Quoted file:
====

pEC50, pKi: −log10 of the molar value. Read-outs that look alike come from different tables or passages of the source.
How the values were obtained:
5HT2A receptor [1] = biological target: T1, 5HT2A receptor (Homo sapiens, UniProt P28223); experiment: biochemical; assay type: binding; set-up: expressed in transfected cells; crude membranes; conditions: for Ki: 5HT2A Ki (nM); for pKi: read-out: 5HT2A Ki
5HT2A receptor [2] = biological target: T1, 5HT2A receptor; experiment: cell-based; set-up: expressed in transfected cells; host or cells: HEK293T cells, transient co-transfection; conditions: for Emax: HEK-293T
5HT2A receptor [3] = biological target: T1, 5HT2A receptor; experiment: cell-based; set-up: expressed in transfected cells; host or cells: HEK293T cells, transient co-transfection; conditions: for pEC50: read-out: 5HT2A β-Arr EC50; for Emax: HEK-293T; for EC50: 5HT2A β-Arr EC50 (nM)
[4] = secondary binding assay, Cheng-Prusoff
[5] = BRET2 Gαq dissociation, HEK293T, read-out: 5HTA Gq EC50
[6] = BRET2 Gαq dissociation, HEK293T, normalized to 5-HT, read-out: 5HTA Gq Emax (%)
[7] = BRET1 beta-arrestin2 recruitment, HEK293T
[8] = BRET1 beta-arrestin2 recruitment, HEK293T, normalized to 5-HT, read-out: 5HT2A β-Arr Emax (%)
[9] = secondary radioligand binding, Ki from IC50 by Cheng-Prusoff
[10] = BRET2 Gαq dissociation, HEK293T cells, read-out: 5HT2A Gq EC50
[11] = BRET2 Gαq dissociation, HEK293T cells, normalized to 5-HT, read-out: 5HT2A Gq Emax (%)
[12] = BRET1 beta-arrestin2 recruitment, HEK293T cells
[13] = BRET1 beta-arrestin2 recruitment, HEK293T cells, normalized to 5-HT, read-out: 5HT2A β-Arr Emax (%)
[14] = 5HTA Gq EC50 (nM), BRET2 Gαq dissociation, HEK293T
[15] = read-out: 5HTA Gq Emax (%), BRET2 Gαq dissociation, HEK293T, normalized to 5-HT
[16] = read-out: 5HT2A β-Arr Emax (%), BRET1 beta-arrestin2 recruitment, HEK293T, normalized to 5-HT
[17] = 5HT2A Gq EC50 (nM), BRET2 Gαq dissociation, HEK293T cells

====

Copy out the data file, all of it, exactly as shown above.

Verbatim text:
pEC50, pKi: −log10 of the molar value. Read-outs that look alike come from different tables or passages of the source.
How the values were obtained:
5HT2A receptor [1] = biological target: T1, 5HT2A receptor (Homo sapiens, UniProt P28223); experiment: biochemical; assay type: binding; set-up: expressed in transfected cells; crude membranes; conditions: for Ki: 5HT2A Ki (nM); for pKi: read-out: 5HT2A Ki
5HT2A receptor [2] = biological target: T1, 5HT2A receptor; experiment: cell-based; set-up: expressed in transfected cells; host or cells: HEK293T cells, transient co-transfection; conditions: for Emax: HEK-293T
5HT2A receptor [3] = biological target: T1, 5HT2A receptor; experiment: cell-based; set-up: expressed in transfected cells; host or cells: HEK293T cells, transient co-transfection; conditions: for pEC50: read-out: 5HT2A β-Arr EC50; for Emax: HEK-293T; for EC50: 5HT2A β-Arr EC50 (nM)
[4] = secondary binding assay, Cheng-Prusoff
[5] = BRET2 Gαq dissociation, HEK293T, read-out: 5HTA Gq EC50
[6] = BRET2 Gαq dissociation, HEK293T, normalized to 5-HT, read-out: 5HTA Gq Emax (%)
[7] = BRET1 beta-arrestin2 recruitment, HEK293T
[8] = BRET1 beta-arrestin2 recruitment, HEK293T, normalized to 5-HT, read-out: 5HT2A β-Arr Emax (%)
[9] = secondary radioligand binding, Ki from IC50 by Cheng-Prusoff
[10] = BRET2 Gαq dissociation, HEK293T cells, read-out: 5HT2A Gq EC50
[11] = BRET2 Gαq dissociation, HEK293T cells, normalized to 5-HT, read-out: 5HT2A Gq Emax (%)
[12] = BRET1 beta-arrestin2 recruitment, HEK293T cells
[13] = BRET1 beta-arrestin2 recruitment, HEK293T cells, normalized to 5-HT, read-out: 5HT2A β-Arr Emax (%)
[14] = 5HTA Gq EC50 (nM), BRET2 Gαq dissociation, HEK293T
[15] = read-out: 5HTA Gq Emax (%), BRET2 Gαq dissociation, HEK293T, normalized to 5-HT
[16] = read-out: 5HT2A β-Arr Emax (%), BRET1 beta-arrestin2 recruitment, HEK293T, normalized to 5-HT
[17] = 5HT2A Gq EC50 (nM), BRET2 Gαq dissociation, HEK293T cells